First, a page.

Houston & Peach

Caisson takes slain sergeant to graveside, as it has many lawmen before

Funeral for slain Peach County sheriff’s sergeant

"He wouldn't want you to stop," preacher tells survivors of slain Peach County sheriff's Sgt. Patrick Sondron at his funeral in Warner Robins on Nov. 10, 2016.
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"He wouldn't want you to stop," preacher tells survivors of slain Peach County sheriff's Sgt. Patrick Sondron at his funeral in Warner Robins on Nov. 10, 2016.

The blue lights stretched down Watson Boulevard as far as the eye could see as the funeral procession for slain Peach County Sgt. Patrick Sondron came through Warner Robins Thursday afternoon.

More than 300 cars, most of them patrol cars from cities and counties all over the state, followed behind a stream of police motorcycles headed to the cemetery on Pleasant Hill Road.

On Sunday, Sondron and Deputy Daryl Smallwood were fatally shot after responding to a dispute between neighbors.

As the blue lights passed beneath an arch of crossed ladders from the Peach County and Perry fire departments, hats came off and hands covered hearts.

From the sidewalk outside a gas station, 69-year-old Amalia Beaver watched, clutching her American flag as she held it high.

“I stand for the policeman and for this country,” said Beaver, who moved to Warner Robins from Puerto Rico in 1982. “In this situation, we don’t have to pray for (Sondron). We know where he is. We have to pray for his family because now the family’s the one who has to deal.”

Peach County Sgt. Patrick Sondron's procession funeral procession in Warner Robins

Fay Ray and Roslyn Brookins, both in their 70s, also watched as the steady stream of cars passed by.

Ray said she heard the sirens that Sunday night from her house. They wailed in the distance for more than 20 minutes, she said.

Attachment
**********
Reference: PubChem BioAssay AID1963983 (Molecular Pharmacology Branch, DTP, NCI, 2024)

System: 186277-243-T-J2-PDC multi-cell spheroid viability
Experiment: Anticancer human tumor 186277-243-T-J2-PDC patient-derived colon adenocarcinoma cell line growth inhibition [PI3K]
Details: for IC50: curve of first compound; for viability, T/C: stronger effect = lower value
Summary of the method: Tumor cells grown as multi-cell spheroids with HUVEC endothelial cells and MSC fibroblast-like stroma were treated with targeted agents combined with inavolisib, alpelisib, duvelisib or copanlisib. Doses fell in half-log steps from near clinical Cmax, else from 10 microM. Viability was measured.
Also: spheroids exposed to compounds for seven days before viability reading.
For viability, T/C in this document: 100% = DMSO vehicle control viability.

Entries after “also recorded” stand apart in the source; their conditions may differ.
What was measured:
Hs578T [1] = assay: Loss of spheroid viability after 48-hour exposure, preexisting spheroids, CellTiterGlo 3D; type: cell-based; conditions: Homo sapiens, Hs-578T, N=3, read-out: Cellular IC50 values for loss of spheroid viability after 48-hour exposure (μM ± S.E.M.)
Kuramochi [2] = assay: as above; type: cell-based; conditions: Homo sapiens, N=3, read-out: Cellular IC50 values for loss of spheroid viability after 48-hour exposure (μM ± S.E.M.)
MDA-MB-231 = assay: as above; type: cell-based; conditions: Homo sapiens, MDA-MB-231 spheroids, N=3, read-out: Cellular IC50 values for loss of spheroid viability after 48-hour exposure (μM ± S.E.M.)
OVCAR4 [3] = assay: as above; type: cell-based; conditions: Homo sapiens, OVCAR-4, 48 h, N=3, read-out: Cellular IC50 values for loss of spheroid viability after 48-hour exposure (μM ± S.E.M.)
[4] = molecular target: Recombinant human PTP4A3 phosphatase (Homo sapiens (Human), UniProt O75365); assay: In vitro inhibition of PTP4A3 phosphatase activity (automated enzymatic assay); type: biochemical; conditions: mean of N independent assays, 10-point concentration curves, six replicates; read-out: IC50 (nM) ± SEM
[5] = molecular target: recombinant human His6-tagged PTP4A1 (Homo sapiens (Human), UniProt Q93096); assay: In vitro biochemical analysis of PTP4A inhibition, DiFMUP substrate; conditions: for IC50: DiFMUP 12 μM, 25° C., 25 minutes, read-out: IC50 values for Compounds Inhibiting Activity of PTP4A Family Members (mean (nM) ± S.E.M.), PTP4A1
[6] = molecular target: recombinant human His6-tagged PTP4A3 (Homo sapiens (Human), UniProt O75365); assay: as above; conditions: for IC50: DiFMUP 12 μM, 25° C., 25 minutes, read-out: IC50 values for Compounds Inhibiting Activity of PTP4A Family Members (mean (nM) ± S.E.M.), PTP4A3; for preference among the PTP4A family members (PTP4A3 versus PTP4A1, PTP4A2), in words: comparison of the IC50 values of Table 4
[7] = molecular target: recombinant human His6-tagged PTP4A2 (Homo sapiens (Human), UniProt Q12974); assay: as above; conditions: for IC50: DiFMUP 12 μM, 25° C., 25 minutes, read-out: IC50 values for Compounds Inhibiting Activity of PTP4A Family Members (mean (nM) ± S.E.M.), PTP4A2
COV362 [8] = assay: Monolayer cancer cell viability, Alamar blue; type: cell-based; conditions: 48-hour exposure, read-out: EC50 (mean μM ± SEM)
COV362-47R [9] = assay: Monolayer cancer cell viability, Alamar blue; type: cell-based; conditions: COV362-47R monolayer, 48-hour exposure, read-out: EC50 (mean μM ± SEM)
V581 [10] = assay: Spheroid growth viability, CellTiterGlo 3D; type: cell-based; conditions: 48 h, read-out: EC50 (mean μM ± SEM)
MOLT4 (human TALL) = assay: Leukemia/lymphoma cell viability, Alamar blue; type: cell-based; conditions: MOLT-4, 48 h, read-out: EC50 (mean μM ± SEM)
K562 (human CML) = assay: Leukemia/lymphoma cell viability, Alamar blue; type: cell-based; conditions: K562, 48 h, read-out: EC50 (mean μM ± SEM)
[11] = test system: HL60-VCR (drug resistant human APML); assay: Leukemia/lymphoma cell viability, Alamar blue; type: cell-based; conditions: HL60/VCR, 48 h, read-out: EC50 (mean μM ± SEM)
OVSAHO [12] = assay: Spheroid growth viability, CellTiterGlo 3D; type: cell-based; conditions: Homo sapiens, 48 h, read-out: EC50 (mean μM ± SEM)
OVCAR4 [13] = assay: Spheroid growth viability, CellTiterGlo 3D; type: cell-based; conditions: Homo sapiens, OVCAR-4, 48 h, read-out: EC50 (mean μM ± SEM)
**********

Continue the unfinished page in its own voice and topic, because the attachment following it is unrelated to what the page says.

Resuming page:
Brookins, of Byron, said her daughter works at the Peach County Sheriff’s Office and knew Sondron well.

“You know, Patrick had been there for almost 13 years. Everybody in the area knew Patrick,” Brookins said. “He was just a unique person. He was always trying to help.”

Hundreds of patrol cars later, the procession paused.

Cars stopped. Sirens wailed again, and Sondrons’ family followed behind the hearse.

Traffic stopped for the sergeant’s body to be transferred from the hearse onto the caisson.

That very same caisson has carried the bodies of slain lawmen across America, including two other fallen deputies in Middle Georgia.

In 2014, the caisson group from North Carolina carried Michael Norris’s body through downtown Forsyth. Norris was killed after responding to reports of a suicidal man.

This year, the caisson group carried the body of Eastman police officer Tim Smith, who was fatally shot while responding to a call about a man with a gun. The Caisson also carried the body of Bibb County investigator T.J. Freeman in May after he died in a crash while chasing a suspect.

At the graveside, hundreds of people surrounded Sondron’s family, who sat in front of the casket beneath a green tent in Magnolia Park Cemetery.

Two men in uniforms ceremoniously folded a large American flag before the sergeant’s family. His wife’s sobbed, heaving with grief as she accepted the flag that had been folded into a triangle.

Laura Corley: 478-744-4334, @Lauraecor

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